Wall Street Needs to Get Real About Banking and Finance Expectations for 2019

At the start of every year, 24/7 Wall St. issues its views on how the consensus price targets for major stocks in the Dow Jones industrial average and S&P 500 can influence the direction of the stock market that year. There is no secret or major insight in reminding investors and traders that the end of 2018 was extremely volatile and sloppy. It was the worst December for the Dow going all the way back to the Great Depression.

Sometimes analyst forecasting can be quite spot on. Other times, not so much. When 24/7 Wall St. evaluated the 30 Dow components based on their consensus price targets, the result was that the end of 2019, or its peak, would be a Dow 28,000.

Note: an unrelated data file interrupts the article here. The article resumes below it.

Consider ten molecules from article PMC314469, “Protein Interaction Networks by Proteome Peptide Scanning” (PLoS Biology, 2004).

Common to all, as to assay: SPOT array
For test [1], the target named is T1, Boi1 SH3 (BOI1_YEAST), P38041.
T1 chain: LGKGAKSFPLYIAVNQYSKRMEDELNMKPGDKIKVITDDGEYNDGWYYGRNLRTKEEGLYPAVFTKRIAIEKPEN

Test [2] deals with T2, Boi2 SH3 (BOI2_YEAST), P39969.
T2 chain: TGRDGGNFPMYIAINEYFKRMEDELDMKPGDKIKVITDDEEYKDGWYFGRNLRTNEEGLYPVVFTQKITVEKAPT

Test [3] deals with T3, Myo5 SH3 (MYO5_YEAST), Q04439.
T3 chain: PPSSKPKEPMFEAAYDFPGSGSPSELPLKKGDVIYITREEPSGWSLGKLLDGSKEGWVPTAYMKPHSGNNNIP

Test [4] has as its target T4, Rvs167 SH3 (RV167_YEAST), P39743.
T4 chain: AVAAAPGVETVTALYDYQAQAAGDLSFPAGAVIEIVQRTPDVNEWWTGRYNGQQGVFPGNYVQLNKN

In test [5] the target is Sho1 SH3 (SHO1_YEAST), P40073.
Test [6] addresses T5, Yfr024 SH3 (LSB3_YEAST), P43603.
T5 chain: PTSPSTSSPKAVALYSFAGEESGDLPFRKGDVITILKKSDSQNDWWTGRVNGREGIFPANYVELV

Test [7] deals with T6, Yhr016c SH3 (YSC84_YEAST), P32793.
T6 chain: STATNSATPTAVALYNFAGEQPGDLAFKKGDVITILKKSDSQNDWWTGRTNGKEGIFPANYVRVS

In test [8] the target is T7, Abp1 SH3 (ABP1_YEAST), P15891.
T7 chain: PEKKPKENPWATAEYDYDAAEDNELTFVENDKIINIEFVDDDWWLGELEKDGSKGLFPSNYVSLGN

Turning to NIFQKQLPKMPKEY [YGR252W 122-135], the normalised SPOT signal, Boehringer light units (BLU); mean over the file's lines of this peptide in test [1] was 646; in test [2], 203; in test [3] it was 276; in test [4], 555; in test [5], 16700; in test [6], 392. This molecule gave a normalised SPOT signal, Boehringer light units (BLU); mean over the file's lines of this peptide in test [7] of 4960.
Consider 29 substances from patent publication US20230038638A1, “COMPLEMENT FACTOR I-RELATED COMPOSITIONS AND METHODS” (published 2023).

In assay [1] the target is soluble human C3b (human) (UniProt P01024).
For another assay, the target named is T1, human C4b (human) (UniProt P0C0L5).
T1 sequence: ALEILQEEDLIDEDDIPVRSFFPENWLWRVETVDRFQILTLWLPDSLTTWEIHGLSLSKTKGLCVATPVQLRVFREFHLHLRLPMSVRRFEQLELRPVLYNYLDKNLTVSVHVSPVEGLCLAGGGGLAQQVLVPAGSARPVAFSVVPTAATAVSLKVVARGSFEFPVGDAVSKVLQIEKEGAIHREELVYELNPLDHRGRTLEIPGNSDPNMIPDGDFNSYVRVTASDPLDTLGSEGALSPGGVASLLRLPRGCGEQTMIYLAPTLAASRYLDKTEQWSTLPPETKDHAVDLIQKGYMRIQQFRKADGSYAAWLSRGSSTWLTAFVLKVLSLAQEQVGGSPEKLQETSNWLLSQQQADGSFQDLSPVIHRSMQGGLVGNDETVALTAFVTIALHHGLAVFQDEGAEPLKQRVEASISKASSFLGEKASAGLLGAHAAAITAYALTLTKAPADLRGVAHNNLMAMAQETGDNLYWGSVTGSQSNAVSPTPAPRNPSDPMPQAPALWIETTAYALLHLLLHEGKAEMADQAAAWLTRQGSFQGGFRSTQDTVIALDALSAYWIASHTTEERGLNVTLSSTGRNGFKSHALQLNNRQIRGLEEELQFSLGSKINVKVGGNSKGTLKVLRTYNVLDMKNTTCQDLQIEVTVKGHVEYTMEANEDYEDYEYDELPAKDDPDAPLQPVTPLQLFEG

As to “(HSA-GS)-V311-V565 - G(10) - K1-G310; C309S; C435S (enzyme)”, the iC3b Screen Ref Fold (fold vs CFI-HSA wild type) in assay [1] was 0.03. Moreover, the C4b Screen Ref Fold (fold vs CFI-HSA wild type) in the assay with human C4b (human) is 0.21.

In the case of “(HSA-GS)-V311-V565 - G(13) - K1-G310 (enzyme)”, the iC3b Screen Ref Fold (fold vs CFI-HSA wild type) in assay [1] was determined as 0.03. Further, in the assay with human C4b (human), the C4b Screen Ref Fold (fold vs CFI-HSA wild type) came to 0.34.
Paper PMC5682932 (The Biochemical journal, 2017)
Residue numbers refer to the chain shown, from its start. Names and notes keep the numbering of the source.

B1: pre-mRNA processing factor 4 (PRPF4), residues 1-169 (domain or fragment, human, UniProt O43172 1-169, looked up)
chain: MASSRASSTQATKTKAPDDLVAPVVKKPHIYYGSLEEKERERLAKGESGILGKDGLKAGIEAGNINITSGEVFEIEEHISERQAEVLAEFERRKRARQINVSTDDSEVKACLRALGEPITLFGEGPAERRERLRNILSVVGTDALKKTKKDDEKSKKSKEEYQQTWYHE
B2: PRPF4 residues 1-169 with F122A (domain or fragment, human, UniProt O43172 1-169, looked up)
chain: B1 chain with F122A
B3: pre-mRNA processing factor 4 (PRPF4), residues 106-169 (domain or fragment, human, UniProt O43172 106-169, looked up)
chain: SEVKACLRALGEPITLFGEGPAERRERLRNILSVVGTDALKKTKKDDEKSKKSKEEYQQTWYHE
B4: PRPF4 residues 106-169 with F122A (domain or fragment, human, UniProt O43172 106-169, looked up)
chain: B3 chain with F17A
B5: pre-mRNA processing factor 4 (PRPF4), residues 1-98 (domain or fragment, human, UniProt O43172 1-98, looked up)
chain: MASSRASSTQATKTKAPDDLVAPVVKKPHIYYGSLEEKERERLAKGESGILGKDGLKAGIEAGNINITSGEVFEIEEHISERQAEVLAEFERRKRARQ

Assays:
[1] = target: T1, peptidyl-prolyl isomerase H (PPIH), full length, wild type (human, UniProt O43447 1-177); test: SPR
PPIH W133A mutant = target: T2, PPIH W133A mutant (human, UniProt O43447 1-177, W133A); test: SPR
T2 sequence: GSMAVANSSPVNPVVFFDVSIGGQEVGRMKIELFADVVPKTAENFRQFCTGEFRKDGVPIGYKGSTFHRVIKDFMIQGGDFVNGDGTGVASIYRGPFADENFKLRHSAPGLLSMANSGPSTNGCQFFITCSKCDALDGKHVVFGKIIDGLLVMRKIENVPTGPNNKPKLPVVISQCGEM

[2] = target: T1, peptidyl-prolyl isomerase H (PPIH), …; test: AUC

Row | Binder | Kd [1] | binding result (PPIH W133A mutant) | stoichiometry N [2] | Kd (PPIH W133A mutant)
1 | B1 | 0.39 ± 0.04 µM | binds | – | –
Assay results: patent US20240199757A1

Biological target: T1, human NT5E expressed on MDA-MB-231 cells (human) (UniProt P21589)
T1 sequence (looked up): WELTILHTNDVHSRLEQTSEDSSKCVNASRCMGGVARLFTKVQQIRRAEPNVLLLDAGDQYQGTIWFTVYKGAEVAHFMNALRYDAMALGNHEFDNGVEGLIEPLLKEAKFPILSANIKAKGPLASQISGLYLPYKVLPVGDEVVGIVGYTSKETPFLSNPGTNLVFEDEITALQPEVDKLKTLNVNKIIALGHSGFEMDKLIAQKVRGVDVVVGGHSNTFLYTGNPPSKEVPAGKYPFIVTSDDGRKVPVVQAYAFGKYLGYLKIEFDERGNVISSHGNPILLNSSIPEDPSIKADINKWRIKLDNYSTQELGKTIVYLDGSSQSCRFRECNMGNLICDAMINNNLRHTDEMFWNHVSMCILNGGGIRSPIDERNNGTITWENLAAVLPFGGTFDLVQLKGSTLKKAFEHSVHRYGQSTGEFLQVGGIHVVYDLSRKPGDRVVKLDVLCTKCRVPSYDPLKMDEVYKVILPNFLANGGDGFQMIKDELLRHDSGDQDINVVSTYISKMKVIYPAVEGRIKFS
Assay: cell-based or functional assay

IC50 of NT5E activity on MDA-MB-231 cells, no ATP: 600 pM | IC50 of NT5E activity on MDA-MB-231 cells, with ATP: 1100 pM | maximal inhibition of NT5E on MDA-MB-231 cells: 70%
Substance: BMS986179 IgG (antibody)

Make no mistake: that seemed like a fairy tale target when we compiled all the data on December 31 and January 1. It feels like even more of a fairy tale now that Apple Inc. (NASDAQ: AAPL) dropped a very rare bombshell of a revenue warning for its quarterly sales.

There are many broad sectors that need to be considered for 2019. One of those is undoubtedly the financial sector. After all, throughout history it has been hard for the stock market as a whole to rise if the major banks and financials perform poorly. While this may sound gloomy, it does not assure that the finance stocks will have repeat performances of 2018 in 2019.

Another “no secret” issue is that the major financials performed quite poorly in 2018. And December was not kind there either. What may not be as well known now is that Wall Street just isn’t being fair to the public when it evaluates its own prospects for 2019.

The end result is not going to be fun for some investors. Analysts

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